Szerlag called on to lead quickly at first meeting
New city manager John Szerlag got a nice round of applause upon being introduced at the beginning of the city council’s workshop Monday at City Hall.
Some also found it amusing that the first person called to the dais during discussion of the consent items was his interim predecessor Steve Pohlman, who said he was happy to be on the other side again.
But once the meeting got in full swing, it became obvious the honeymoon is going to be a short-lived one as council made clear it expected much from him.
Overall, Szerlag was pleased with how things went and said he’s up to the challenge.
“We have a tremendous staff, and I saw a very good culture of professionals here,” Szerlag said. “The issues are not entirely new to anyone who has development experience.”
Meanwhile, an issue that reared its head unexpectedly was citizen complaint about the “overordinancing “of the Cape and how regulation has driven people away from the city.
Gordon Ulch, who complained about the fertilizer ordinance that mandates no fertilizer can be used within 10 feet from a canal, said he is suffering from “ordinance overload.”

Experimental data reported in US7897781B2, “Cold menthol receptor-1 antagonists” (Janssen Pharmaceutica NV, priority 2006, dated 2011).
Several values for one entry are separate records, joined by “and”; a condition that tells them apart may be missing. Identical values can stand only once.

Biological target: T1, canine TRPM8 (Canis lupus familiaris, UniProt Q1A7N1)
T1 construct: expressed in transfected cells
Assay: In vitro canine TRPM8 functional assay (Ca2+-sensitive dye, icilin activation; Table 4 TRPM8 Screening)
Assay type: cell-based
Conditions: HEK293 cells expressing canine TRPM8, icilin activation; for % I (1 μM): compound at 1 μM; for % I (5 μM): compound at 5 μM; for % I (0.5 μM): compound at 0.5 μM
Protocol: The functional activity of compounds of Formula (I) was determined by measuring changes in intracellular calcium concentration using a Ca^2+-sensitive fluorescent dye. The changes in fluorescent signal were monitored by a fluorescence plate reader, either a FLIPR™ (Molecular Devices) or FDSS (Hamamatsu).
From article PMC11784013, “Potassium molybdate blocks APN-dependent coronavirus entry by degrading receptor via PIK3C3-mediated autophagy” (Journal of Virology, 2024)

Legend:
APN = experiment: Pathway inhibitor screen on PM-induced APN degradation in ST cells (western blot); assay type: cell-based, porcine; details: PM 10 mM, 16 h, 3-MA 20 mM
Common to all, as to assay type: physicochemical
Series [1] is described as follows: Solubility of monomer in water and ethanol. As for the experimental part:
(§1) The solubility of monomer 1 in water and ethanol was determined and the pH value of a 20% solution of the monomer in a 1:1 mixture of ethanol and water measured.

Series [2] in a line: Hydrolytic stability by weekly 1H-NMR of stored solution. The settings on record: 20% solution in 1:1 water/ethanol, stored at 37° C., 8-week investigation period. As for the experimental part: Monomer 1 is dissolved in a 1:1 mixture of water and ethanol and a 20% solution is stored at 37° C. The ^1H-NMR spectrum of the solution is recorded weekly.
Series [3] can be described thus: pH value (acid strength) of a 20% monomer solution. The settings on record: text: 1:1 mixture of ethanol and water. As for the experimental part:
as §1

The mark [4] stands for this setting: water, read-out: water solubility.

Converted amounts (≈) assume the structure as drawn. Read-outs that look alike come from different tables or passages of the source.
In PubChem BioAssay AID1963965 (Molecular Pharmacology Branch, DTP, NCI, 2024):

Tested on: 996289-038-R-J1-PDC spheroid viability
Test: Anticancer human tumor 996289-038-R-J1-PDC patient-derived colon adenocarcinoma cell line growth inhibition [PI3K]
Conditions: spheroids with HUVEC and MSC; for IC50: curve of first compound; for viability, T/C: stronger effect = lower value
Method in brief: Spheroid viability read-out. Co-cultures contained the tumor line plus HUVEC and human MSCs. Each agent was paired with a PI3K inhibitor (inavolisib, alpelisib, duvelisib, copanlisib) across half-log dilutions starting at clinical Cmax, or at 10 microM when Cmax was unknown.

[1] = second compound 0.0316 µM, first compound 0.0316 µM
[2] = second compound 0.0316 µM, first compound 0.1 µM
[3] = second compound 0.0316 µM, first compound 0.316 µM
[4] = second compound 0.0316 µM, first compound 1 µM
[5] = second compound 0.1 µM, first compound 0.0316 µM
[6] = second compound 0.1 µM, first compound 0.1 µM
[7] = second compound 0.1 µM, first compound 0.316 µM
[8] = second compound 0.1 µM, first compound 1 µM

“You’ve mandated desolation along the canals. Who’s going to enforce this? The fertilizer police?” Ulch asked.
“If you’re going to make an ordinance, make sure you can enforce it,” said Eric King.
An ordinance that prohibits people from parking commercial vehicles in their driveways was revisited again, and this time, Councilmember Chris Chulakes-Leetz was receptive.
“This ordinance is driving away business. We can’t burden workers with ordinances. Families have to move because of the restrictions,” Chulakes-Leetz said. “I may bring an ordinance for a moratorium on the vehicles. I’d rather keep tradespeople in town.”
Mayor John Sullivan agreed, saying it has become a problem.
Councilmember Kevin McGrail said the ordinances are there for a reason.
“There’s a difference between a police car and a work truck. I also don’t inflict my toys on others and I expect my neighbors to do the same,” McGrail said, referring to the ordinances concerning RVs and boats.
In other business, Cape Coral Fire Chief Bill Van Helden requested council to purchase a new four-door chassis for Rescue 2 at a cost of $84,368. The vehicle is eight years old and needs work.
Also, planning team co-ordinator Mike Sosnowski gave the city council a presentation on the city’s comprehensive plan and its future buildout.
According to staff analysis, 59 percent of future land use is dedicated to residential, with 24 percent toward open space, parks, preserves and public facilities.
Mixed-use of commercial/ residential is 13 percent, with commercial/industrial taking up 4 percent.
Also discussed were ordinances for a sidewalk on Souhwest 20th Avenue between Trafalgar and Veterans parkways and a resolution continuing the existence of the Transportation Advisory Commission and the Golf Course Advisory Board.